2013 Annual Science Report

NASA Jet Propulsion Laboratory - Icy Worlds Reporting  |  SEP 2012 – AUG 2013

Investigation 4: Path to the Flight

Project Summary

The (Field Instrumentation and) Path to Flight investigation’s purpose is to enable in-situ measurements of organics and biological material with field instrumentation that have high potential for future flight instrumentation. The preceding three Investigations provide a variety of measurable goals used to modify or “tune” instrumentation that can be placed in the field. In addition the members of this Investigation provide new measurement capabilities that have been developed with the specific goal of life-detection. The instrument arsenal goes beyond the commercially available instrumentation and brings next generation imaging spectrometers, chromatographic, and sample extraction devices.

4 Institutions
3 Teams
3 Publications
1 Field Site
Field Sites

Project Progress

Investigation 4 – Path to Flight Investigation Progress

The (Field Instrumentation and) Path to Flight investigation’s purpose is to enable in-situ measurements of organics and biological material with field instrumentation that have high potential for future flight instrumentation. The preceding three Investigations provide a variety of measurable goals used to modify or “tune” instrumentation that can be placed in the field. In addition the members of this Investigation provide new measurement capabilities that have been developed with the specific goal of life-detection. The instrument arsenal goes beyond the commercially available instrumentation and brings next generation imaging spectrometers, chromatographic, and sample extraction devices.

The Path to Flight investigation has three (3) primary Objectives, where Objectives 2 and 3 were the primary focus of these years efforts – given the reduced budget. Below are the objectives and a list of accomplished tasks.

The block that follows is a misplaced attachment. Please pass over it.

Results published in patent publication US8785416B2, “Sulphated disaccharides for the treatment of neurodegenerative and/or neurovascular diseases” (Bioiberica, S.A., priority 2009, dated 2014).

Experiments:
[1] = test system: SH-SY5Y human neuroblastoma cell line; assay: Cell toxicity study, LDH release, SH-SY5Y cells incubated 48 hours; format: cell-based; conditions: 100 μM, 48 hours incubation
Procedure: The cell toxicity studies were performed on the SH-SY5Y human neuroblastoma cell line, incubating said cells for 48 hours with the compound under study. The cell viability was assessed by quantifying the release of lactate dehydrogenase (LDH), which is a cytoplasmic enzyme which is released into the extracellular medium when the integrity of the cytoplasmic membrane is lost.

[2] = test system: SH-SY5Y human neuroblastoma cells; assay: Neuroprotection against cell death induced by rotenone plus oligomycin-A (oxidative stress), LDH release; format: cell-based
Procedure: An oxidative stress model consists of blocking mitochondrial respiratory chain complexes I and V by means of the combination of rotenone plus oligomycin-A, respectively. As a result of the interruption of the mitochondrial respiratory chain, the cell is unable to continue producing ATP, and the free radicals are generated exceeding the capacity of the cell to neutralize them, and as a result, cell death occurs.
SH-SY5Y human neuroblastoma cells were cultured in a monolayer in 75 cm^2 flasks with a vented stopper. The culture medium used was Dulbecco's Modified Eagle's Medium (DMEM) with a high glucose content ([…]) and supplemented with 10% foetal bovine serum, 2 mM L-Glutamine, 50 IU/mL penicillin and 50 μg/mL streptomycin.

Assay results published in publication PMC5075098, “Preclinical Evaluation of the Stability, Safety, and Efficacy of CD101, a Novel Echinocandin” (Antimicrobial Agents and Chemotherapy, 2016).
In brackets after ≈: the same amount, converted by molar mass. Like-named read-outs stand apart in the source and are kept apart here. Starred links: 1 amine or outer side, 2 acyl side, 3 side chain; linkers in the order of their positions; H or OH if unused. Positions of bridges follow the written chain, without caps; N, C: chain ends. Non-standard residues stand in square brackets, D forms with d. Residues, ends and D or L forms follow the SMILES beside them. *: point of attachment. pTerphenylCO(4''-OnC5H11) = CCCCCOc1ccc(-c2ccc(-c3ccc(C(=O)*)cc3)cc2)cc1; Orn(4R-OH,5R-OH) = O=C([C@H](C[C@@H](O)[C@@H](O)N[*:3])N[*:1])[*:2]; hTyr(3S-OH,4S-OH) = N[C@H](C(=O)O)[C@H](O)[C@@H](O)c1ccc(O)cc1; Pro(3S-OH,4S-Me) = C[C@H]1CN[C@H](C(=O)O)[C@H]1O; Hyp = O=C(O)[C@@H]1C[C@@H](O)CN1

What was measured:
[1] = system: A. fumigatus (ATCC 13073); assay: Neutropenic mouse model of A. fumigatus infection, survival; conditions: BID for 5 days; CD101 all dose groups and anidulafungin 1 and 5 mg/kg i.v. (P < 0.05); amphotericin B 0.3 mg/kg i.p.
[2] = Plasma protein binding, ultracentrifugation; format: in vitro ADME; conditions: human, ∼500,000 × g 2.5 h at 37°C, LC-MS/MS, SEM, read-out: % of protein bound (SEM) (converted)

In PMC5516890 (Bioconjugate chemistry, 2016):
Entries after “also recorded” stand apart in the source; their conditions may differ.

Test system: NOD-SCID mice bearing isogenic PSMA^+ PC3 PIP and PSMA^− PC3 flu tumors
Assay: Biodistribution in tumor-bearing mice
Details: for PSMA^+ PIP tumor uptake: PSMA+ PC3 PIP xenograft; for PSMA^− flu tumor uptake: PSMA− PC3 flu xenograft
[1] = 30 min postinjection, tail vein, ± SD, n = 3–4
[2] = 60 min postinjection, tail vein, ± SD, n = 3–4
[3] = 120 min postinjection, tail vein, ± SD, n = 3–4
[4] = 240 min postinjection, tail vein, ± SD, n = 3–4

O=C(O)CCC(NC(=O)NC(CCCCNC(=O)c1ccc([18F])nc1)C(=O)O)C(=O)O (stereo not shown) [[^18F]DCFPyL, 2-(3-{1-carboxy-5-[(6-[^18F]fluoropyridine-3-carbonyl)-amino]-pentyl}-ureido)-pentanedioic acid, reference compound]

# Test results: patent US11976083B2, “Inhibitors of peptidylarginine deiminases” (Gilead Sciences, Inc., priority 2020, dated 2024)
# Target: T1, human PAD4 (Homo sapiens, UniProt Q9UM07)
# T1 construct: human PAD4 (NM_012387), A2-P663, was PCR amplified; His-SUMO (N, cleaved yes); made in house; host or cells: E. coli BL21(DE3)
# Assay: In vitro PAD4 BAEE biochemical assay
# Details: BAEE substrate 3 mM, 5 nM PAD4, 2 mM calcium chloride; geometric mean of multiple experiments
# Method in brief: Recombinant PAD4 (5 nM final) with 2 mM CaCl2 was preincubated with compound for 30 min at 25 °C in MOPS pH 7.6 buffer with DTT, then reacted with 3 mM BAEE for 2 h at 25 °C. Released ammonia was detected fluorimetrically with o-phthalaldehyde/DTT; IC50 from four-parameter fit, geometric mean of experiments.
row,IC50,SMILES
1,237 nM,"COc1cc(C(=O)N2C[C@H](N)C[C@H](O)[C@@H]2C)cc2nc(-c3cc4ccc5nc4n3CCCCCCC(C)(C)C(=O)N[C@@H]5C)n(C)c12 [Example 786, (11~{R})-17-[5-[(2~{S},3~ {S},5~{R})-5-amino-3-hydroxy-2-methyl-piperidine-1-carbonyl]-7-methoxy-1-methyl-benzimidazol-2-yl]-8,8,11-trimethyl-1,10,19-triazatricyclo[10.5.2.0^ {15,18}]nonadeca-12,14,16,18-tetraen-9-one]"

OBJECTIVE1: Chemistry at Hydrothermal Vents: Characterization of mineral species in Laboratory Hydrothermal Vent experiments (related to Inv 1 efforts)

OBJECTIVE3: Ground Truth and Observability: Assessing Mojave Desert’s potential as a vadose zone ecosystem as an analogue for possible subsurface biospheres on Mars.

The following are some additional details associated to the accomplished tasks.

In an effort to tie together the in-situ instrumentation being developed as future flight instruments, we continued to employ Raman spectroscopy for analysis of hydrothermal vent chimneys generated in Inv 1 by Ph.D candidate Lauren Spencer and Co-I M. Russell. The intent was to better understand the mineralogy of these chimneys and specifically the effect of temperature and its effect on mineralogical species. The primary components being observed were greigite, mackinawite, and Fe(III) containing mackinawite – all of which catalyze the synthesis of organic compounds.

In addition to the detection, characterization, and quantification of these mineral features, the results have fed back into instrument development efforts. During the acquisition of the Raman spectra, it was evident that increased power densities normally used for Raman analysis resulted in thermal alteration of greigite or mackinawite to magnetite. Magnetite was not formed natively in the chimney at lower growth temperatures. Thus, for in-situ Raman instruments, inadvertent thermal alteration needs to be taken into consideration. The effects of Raman analysis on both mineral and organic compounds with solutions for in-situ Raman instruments is the subject of a paper currently in preparation (Bhartia et al., 2013, to be submitted.)